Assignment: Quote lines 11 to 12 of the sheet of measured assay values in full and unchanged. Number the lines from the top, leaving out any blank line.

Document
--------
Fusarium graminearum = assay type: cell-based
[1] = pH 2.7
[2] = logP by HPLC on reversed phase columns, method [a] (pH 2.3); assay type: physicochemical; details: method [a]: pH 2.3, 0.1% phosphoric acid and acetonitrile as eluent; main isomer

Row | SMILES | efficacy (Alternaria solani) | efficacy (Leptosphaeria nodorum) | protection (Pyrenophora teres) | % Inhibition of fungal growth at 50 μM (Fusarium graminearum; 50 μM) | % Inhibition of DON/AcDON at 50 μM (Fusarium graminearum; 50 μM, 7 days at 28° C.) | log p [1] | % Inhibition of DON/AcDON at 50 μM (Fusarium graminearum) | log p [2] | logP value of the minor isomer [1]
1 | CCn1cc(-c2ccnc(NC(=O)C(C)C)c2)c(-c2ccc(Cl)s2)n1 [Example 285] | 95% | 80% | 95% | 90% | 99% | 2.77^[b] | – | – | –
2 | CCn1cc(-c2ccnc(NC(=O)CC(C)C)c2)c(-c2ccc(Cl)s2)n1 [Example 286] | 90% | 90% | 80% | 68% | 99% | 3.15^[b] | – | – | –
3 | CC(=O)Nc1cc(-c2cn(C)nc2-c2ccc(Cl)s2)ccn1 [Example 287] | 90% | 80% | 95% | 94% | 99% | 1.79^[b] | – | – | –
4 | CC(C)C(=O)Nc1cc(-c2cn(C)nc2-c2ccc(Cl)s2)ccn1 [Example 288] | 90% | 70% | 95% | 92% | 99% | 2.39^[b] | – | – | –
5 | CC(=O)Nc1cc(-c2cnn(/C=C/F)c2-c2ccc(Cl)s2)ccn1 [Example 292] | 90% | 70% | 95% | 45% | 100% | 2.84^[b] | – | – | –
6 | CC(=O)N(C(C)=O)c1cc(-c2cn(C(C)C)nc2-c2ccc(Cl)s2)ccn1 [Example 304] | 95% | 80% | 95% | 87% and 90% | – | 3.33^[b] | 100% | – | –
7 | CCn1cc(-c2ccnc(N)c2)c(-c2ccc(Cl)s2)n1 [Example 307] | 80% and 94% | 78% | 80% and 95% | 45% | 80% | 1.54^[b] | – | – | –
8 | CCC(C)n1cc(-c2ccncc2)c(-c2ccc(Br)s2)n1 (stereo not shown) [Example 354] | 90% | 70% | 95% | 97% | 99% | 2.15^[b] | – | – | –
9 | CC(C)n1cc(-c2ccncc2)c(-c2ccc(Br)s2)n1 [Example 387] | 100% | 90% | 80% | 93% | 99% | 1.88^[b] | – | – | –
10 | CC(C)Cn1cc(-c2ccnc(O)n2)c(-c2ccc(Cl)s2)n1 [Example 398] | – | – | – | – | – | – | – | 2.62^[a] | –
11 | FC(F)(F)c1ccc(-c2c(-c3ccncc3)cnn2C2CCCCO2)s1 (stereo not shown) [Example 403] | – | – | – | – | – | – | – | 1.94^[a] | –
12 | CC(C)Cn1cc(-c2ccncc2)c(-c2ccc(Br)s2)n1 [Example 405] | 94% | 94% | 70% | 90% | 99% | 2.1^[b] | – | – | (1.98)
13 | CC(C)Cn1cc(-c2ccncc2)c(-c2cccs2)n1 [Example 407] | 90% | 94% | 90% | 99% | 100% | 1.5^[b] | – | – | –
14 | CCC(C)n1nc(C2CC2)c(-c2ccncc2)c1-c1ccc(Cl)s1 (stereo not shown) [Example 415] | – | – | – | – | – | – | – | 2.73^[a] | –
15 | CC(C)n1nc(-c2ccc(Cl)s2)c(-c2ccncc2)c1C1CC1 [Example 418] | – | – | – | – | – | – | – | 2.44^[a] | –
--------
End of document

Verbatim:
7 | CCn1cc(-c2ccnc(N)c2)c(-c2ccc(Cl)s2)n1 [Example 307] | 80% and 94% | 78% | 80% and 95% | 45% | 80% | 1.54^[b] | – | – | –
8 | CCC(C)n1cc(-c2ccncc2)c(-c2ccc(Br)s2)n1 (stereo not shown) [Example 354] | 90% | 70% | 95% | 97% | 99% | 2.15^[b] | – | – | –